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Doing More With Less: Can We Efficiently Reduce Medicare Spending?

On my way to the annual two-day blowout health law seminar put on by Massachusetts Continuing Legal Education (MCLE) on Monday — I was second in the lineup, speaking about post-acute care and some of the innovations in that arena for dual eligibles, among other things — I heard a fascinating piece on NPR on one of the ideas floating around the supercommittee charged with cutting $1.2 trillion from the federal budget.  The idea: increase the minimum age for Medicare eligibility from 65 to 67, and save a bundle for Medicare in the process.

The problem with this deceptively simple idea (Social Security eligibility is migrating from 65 to 67, too, so it seems to be a sensible idea on its face), is that while it would save the federales about $6 billion, net, in 2014, it would cost purchasers of non-Medicare coverage (employers and individuals) about $8 billion, net.  Why?  The 65 and 66 year olds are the spring chickens of Medicare — they actually Read more »

*This blog post was originally published at HealthBlawg :: David Harlow's Health Care Law Blog*

Animal Metaphor Describes New ACO Regulations


The final Accountable Care Organization regulations are out, the initial flurry of commentary is out (including my own ACO webinar with simultaneous #ACOchat tweetchat - available for replay; slides here : “ACOs, Bundled Payments and the Future of Health Care“), and we can now all catch our collective breath and contemplate the draft vs. final ACO regulation comparisons, the meaning of this new, final set of regulations, guidances and statements from CMS, FTC, DOJ, OIG, and IRS on ACOs and Medicare Shared Savings Programs, and all of the attendant antitrust, antikickback, Stark, and other fraud and abuse matters, and of course tax issues.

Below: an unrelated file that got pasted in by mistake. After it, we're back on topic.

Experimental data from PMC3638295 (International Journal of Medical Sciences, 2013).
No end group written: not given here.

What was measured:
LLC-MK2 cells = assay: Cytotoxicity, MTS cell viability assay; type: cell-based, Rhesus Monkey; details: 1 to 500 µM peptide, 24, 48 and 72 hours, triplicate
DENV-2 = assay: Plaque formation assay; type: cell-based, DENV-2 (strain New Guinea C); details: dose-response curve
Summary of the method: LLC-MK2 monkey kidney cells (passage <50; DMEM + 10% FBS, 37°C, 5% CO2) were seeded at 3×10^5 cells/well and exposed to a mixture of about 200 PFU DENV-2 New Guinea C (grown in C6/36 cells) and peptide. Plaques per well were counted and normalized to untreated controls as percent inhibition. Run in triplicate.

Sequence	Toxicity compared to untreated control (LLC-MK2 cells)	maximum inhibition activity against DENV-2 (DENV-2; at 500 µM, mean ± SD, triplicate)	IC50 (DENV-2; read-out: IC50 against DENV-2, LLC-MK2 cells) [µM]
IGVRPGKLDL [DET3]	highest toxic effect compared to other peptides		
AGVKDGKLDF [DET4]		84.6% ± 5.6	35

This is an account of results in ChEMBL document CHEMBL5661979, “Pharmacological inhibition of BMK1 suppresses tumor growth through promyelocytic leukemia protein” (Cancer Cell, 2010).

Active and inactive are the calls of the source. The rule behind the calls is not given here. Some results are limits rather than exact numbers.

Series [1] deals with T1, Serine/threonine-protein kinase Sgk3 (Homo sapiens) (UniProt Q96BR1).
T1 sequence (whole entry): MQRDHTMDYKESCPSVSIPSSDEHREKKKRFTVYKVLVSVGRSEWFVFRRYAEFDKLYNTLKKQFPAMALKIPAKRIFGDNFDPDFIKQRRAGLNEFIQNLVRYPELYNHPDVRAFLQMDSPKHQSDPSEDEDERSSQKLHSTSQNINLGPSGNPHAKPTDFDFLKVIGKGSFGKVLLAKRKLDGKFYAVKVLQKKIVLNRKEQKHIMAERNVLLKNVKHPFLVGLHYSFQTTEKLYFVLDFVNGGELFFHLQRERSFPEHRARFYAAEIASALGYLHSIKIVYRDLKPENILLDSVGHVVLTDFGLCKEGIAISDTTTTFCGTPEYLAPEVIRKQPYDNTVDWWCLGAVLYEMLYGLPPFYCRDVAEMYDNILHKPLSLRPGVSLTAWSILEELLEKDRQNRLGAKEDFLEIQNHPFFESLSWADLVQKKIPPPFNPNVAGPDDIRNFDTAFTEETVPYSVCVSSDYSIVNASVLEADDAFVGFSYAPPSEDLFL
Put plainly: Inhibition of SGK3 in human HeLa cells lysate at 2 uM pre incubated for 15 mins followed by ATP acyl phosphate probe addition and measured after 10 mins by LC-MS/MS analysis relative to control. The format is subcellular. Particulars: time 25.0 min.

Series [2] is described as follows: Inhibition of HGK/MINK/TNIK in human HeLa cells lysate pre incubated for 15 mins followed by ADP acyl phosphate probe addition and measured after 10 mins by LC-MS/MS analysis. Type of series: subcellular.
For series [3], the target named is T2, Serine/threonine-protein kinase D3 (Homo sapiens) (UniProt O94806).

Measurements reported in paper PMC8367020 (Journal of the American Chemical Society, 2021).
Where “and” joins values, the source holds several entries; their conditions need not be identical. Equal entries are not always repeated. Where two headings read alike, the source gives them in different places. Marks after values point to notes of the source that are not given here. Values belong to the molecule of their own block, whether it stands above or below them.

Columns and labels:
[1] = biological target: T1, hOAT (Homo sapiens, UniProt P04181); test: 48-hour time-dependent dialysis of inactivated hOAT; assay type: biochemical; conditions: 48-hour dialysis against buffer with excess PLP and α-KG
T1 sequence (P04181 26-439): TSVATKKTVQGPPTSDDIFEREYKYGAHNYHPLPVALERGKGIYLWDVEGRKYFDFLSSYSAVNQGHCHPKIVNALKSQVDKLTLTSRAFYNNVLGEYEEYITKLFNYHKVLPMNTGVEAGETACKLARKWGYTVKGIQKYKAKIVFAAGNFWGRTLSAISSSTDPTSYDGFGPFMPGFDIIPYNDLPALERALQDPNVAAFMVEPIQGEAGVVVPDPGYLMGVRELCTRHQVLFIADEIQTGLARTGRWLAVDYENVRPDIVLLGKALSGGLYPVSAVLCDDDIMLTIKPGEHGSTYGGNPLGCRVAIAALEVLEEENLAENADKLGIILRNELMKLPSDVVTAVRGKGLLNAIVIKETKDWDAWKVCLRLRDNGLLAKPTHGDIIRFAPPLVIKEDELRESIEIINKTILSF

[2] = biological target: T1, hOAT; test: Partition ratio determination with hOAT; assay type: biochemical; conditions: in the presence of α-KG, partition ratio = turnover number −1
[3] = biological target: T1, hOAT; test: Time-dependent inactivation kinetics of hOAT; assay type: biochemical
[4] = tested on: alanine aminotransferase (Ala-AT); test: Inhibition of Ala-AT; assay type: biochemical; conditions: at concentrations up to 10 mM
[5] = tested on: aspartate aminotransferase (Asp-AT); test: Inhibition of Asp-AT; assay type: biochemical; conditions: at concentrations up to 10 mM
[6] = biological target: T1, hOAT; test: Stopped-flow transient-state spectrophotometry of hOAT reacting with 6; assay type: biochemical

So, now that these final regulations are out, and the mythical characteristics of the ACO will soon be dispelled (see under: unicorn), I propose a new animal kingdom metaphor for discussion of Accountable Care Organizations:

The Camel’s Nose is in the Tent.

The definition of a camel, as those of you who tuned into my ACO webinar already know, is Read more »

*This blog post was originally published at HealthBlawg :: David Harlow's Health Care Law Blog*

Challenges And Opportunities Of Health Care Social Media

I spoke on health care social media and regulatory compliance at the Health Care Compliance Association’s New England Regional Annual Conference last week.  As you may expect, the room was full of the folks who, generally speaking, are the folks who block social media sites on health care organization networks.  I sent a link to an online bio to one of the session organizers in advance, and even that site was blocked by his facility’s network.  Clearly, we have a long way to go in educating health care compliance professionals about the risks and benefits of using health care social media, and an appropriate approach to balancing these risks and benefits so as to establish an appropriate social media presence for each health care organization.

My talk was followed by a presentation by two federal prosecutors, one of whom reminded the audience that they may need to produce copies of all online postings in response to government document requests or subpoenas.  We may quibble about the scope of material that might be covered by such a production request, but the key takeaway from this comment should be Read more »

*This blog post was originally published at HealthBlawg :: David Harlow's Health Care Law Blog*